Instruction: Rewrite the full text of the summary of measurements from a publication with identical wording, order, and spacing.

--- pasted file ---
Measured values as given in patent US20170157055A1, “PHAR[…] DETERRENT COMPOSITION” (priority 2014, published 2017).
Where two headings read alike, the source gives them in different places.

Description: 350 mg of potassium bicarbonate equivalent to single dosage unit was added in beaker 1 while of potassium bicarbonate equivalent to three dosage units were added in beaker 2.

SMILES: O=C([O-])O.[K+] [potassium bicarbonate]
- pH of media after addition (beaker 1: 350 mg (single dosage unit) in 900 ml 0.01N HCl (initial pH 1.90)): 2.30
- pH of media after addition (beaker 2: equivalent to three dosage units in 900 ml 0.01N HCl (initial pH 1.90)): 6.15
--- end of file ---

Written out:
Measured values as given in patent US20170157055A1, “PHAR[…] DETERRENT COMPOSITION” (priority 2014, published 2017).
Where two headings read alike, the source gives them in different places.

Description: 350 mg of potassium bicarbonate equivalent to single dosage unit was added in beaker 1 while of potassium bicarbonate equivalent to three dosage units were added in beaker 2.

SMILES: O=C([O-])O.[K+] [potassium bicarbonate]
- pH of media after addition (beaker 1: 350 mg (single dosage unit) in 900 ml 0.01N HCl (initial pH 1.90)): 2.30
- pH of media after addition (beaker 2: equivalent to three dosage units in 900 ml 0.01N HCl (initial pH 1.90)): 6.15